July 2011 Archives
- Propulation of more than five million people
- Povincial GDP of at least RMB 250 billion, or RMB 350 billion in more prosperous provinces
- Cities with strong economic growth (for which RightSite provided no threshold)
- Geography, i.e. cities which are the most significant in their area, like Xiamen (even though it only has around 2.5 million people)
- Advanced transportation infrastructure
- Historical and cultural significance. Here Rightsite provides the example of Guilin, which is relatively small yet could be considered second tier due to it being a tourist centre
Controlling inflation remains a top priority for China's policy makers and June's Consumer Price Index rose 6.4% from a year earlier, a 3-year record. This has been largely attributed to soaring food costs, which in turn have been largely attributed to unfavourable weather conditions. Yet what exactly is the link between bad weather and inflation?
This year China faced a severe drought in March-May which was reportedly the most severe in 50 years. The drought affected eight provinces in northern China, severely impacting most of China's wheat-producing regions. This impacted China’s economy, affecting agricultural production and prices through lower output and higher irrigation costs. Yet it also created expectations for higher inflation and inspired more speculative activity. The outcome was higher prices for food and raw materials. In Hubei province the price of rice increased by 20% in May to RMB 2.6 per kg. In Hunan province locally produced lotus root also climbed 20% during the same period to RMB 4.2 per kg. In the city of Wuhan the average price of 20 monitored vegetables climbed 7.3% in one month and additionally the price of cabbage almost doubled in May to RMB 2.22 per kg, according to China’s Ministry of Agriculture.
The drought also brought water levels in some of the country's biggest hydropower producing regions to critical levels, and partially because of this China is currently facing the most severe power shortage in the last seven years. This exerts pressure on coal-fired power plants to increase production, at the time of globally rising coal prices. All this contributes to increasing power prices, which will increase the cost of production, which will make manufacturers charge higher prices, which causes inflation to rise. Its all linked in a spiralling chain reaction.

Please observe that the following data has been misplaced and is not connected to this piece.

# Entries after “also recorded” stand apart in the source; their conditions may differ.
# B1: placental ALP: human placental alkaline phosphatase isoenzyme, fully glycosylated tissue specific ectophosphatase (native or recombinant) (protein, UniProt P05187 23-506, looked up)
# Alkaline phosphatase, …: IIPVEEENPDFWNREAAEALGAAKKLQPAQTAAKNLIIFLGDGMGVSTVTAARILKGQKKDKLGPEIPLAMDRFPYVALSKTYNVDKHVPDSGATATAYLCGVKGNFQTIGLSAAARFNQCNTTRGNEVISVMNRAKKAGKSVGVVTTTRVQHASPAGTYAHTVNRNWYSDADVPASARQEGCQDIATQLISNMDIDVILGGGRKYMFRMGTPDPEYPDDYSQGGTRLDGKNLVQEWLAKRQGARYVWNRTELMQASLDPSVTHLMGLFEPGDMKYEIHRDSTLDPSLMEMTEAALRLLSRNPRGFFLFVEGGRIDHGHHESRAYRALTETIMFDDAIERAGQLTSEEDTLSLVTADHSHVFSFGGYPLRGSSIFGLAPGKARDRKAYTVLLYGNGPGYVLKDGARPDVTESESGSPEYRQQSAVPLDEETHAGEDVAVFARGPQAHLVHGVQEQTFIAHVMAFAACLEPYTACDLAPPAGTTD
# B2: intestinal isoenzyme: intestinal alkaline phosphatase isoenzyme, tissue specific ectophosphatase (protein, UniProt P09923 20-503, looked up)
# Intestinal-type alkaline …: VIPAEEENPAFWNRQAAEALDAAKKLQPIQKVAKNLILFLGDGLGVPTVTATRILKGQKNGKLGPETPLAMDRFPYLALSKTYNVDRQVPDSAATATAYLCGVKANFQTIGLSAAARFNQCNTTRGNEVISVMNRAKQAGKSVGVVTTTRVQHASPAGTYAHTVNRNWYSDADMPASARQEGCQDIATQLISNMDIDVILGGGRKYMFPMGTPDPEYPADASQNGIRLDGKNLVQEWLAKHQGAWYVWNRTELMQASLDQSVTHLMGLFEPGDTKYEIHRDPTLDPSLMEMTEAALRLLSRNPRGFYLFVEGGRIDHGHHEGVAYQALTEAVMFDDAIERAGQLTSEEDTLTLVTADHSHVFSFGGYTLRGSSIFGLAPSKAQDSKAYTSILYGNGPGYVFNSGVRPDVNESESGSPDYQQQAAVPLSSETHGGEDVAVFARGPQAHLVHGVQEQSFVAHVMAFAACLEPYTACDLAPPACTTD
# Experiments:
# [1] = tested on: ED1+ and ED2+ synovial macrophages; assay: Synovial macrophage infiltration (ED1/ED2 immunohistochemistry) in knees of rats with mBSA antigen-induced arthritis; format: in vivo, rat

At the beginning of June the drought suddenly gave way to weeks of serious flooding which, according to some farmers, was the worst in the past 20 years and has left vast areas of Hubei and Zhejiang with more than 432,200 hectares of farmland flooded. 7,000 homes have either been damaged or have collapsed and the financial damage could amount to around USD 930 million. This has reduced vegetable output by 20%, which caused shortages of grains and fruits. As a result, at markets in Hangzhou, the provincial capital of Zhejiang, the prices of some fruits, vegetables and grains have risen by as much as 40% since early June, according to Xinhua. In the south of China the floods also pushed up the average wholesale prices of 18 staple vegetables by 2.3% as a whole, with the wholesale price of cabbage increasing first by 20.3% and then by a further 17.9%.
This has also impacted pork prices, which have steadily increased, partially due to the shortage of grain, which is mainly attributed to corn (the main feed of hogs), the production of which was severely affected by both floods and the drought. All this contributed to pork prices in June rising 57.1% y-o-y.
Is it all about food?
So is China's rising inflation overbearingly about rising food prices, which based on the above, are clearly very susceptible to factors like droughts and floods? The answer seems to be an unequivocal yes. Food prices have been the biggest driver of China's inflation, constituting nearly two-thirds of the rise in CPI. Food prices rose 14.4% in June from a year earlier, up from an 11.7% in May, and as long as they are edging upwards, all the other prices will follow in their wake.